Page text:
Saturday, October 16, 2010

October 4, 2010: Stir-fried choko

My raspberry-coconut icecream earned me a novelty prize at the annual lab culinary competition - a choko and a taro root.  I could barely even recognise these vegetables (thanks to twitter for the help!) so I had little idea how best to cook them.  Of course the reliable ol' internet had some helpful suggestions.

Even many folks who can't spot a choko recalled the Aussie urban myth that McDonald's apple pies are filled more with choko than with apples.  I wasn't inclined to test its palatability as a dessert and instead took some tips from The Simple Green Frugal Co-op and stir-fried my choko, adding a little soy sauce, parsley and lime juice when it was cooked through.  (We ate it as a side to just-add-water falafel and the eat-anywhere quinoa salad.)

The choko's texture reminded me very much of cucumber; firm yet full of water.  It didn't taste of much at all.  I'd be unlikely to cook it on its ownsome again but I can imagine choko making a great addition to a meal-sized stir-fry with a variety of crunchy veges, holding up to the heat far better than zucchini. 

Unfamiliar green veges can be a little threatening but the choko is actually as mild-mannered as they come.


  1. i always wonder - are these the things that grow all over back fences in melbourne? what do they look like when they're cut open?

  2. The only way I've ever had choko is as part of a stirfry - as you say, it doesn't have much flavour on its own!

    That McDonalds thing would be an urban myth, surely? Like the time there was a rumour that ther chicken nuggets were, in fact, rabbit?!

  3. As nixwilliams said, chokos to me seem to be what grew over every back fence in Melbourne once upon a time, behind the dunny. My dad remembers them being made into preserves.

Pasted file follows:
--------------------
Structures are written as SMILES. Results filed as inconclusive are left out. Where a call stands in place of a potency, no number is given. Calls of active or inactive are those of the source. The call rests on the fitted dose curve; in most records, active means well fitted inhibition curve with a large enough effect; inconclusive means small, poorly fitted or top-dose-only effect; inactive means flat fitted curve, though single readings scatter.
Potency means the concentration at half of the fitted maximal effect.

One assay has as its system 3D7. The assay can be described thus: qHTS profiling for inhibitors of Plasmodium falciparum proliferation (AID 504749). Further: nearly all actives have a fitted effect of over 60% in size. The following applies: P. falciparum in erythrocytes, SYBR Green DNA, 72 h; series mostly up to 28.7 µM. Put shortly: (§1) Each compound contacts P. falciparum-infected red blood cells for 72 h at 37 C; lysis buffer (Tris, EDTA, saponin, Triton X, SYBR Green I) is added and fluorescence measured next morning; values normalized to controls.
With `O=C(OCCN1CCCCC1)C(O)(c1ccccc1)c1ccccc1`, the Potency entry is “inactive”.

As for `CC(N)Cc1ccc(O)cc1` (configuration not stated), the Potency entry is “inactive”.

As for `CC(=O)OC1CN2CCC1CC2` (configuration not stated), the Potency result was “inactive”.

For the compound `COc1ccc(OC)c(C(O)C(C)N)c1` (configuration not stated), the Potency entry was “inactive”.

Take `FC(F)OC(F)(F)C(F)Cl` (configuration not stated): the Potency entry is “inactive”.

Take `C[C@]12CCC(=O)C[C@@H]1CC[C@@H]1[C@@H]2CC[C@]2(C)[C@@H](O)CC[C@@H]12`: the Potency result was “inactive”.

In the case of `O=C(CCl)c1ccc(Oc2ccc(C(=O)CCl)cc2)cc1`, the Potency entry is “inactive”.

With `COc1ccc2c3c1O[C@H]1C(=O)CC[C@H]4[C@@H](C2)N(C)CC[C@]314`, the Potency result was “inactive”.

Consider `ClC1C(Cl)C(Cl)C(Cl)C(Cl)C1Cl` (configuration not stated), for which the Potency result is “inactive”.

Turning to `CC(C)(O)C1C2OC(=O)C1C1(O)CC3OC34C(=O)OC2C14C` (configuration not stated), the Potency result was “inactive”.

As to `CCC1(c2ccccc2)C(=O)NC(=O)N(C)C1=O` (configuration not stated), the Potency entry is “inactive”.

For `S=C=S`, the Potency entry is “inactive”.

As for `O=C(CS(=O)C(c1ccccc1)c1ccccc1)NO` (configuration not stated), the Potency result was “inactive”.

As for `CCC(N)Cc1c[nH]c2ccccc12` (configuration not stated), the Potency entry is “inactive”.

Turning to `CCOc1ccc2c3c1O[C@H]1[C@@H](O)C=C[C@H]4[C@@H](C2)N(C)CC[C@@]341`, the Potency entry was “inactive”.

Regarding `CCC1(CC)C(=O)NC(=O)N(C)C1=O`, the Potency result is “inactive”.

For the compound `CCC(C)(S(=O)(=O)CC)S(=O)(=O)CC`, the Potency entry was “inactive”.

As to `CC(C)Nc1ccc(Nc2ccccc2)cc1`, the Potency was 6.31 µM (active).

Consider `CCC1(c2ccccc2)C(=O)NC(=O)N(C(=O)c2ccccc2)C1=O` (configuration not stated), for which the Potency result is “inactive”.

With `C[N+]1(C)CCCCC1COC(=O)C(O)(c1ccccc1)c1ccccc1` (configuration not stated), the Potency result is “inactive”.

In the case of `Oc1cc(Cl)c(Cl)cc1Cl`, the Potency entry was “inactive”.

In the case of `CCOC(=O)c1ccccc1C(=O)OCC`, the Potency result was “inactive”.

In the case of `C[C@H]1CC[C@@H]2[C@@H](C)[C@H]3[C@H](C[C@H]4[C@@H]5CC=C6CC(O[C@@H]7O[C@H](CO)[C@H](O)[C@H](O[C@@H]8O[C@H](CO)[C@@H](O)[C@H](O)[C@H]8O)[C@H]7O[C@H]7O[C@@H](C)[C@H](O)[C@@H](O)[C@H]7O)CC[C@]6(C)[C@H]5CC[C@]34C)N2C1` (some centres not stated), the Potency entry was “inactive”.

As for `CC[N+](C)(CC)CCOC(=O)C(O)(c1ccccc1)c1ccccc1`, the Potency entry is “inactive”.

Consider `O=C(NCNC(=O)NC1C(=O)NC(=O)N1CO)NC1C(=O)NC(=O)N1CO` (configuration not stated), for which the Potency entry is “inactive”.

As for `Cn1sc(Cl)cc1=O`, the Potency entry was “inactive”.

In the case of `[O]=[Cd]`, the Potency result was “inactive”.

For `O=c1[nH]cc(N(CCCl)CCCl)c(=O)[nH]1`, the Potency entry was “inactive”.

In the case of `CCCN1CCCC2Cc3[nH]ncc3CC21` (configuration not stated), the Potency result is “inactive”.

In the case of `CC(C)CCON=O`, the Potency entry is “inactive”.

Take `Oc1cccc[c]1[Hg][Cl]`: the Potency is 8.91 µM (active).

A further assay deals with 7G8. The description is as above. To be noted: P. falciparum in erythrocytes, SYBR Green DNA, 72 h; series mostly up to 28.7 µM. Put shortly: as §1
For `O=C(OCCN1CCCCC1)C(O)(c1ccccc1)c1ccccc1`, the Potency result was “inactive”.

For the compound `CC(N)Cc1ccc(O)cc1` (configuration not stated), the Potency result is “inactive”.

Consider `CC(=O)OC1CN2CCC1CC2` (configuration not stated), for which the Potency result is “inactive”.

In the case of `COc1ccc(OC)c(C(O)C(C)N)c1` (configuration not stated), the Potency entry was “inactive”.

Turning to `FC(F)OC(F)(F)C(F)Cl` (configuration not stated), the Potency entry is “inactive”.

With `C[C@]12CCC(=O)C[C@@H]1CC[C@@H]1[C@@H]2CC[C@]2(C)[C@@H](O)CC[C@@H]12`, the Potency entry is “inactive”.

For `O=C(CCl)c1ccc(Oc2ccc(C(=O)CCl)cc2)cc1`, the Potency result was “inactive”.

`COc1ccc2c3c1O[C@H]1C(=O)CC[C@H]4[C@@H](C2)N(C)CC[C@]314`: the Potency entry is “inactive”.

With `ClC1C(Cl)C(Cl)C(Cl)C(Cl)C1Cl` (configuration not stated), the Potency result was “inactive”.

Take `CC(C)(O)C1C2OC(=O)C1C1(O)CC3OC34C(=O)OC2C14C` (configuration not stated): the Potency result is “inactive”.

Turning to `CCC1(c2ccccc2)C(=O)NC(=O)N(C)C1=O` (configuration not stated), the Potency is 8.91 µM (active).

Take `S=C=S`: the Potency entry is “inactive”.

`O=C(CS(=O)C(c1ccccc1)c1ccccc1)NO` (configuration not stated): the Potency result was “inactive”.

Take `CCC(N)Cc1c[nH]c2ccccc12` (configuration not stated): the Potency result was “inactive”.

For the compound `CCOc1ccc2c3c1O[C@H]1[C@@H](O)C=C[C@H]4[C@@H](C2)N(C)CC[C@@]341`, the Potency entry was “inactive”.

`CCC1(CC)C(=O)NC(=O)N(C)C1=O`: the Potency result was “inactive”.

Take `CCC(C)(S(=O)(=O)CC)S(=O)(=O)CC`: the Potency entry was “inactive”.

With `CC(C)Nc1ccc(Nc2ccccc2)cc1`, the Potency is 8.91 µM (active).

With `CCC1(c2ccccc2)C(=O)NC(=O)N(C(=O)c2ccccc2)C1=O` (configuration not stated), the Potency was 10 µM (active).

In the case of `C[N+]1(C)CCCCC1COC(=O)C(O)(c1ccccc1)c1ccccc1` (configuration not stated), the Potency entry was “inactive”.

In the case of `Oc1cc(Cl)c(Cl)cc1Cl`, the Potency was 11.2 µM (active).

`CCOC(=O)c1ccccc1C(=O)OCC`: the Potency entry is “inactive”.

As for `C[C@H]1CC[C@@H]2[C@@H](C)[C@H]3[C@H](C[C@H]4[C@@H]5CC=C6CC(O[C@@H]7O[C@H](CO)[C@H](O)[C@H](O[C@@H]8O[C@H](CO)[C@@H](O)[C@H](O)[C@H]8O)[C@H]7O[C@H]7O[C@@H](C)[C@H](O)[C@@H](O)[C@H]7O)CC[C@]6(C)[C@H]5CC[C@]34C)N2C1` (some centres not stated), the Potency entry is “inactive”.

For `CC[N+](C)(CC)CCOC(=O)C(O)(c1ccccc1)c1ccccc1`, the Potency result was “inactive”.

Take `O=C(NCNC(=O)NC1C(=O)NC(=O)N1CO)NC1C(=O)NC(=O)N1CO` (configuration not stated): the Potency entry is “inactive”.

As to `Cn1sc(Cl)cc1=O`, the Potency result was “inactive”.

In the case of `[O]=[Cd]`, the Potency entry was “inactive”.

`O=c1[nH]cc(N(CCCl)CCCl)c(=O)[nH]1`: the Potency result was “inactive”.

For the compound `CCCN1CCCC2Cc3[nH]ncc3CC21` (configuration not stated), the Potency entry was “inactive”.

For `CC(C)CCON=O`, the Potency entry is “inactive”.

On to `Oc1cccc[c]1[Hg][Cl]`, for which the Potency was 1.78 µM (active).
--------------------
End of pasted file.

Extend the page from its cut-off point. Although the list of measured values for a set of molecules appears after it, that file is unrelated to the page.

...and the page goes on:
I just read a lovely article in Saveur about a stirfried loofah dish - perhaps similar to choko?

    What did you do with the taro?

  4. hi cindy,
    to me, chokos actually a very familiar vegie, reminds me of home. I don't cook them a lot, in fact, only once as I recalled. :) they're too slimy to handle, I don't like annoying vegie. Anyway, here's a good recipe for chokos / chayote :


  5. Hi Nixwilliams! Yes, I think they grow really well in Australia and I get the impression that folks in my grandparents' generation knew how to make good use of them. There's a nice cross-sectional picture of a choko on its wikipedia page; it looks kinda like an apple or pear but has a single large white seed.

    Hannah, it's almost certainly a total myth. :-)

    Hi Lauren! Yes, I've heard of people making choko chutney. Although I tossed around a few SE Asian desserts, I did something simple with the taro, it'll turn up on the blog very soon. :-)

    Amanda, thanks for sharing that recipe! I've never cooked with jackfruit before, though I've seen a number of interesting recipes that use it.

  6. a choko sounds like a challenge to me but must remember the stirfry option in I ever happen to have one in my kitchen - I wonder how it would go baked in a gratin with some other veg???

  7. That could work too, Johanna. Since I just did a quick stir-fry and wanted to keep the crunch, I still don't have a sense of how much cooking choko needs to become soft and tender for a gratin or similar.

  8. Baked choko is a favorite of mine, even as a meat eater, nothing beats a good choko!

    always good with a little butter and pepper!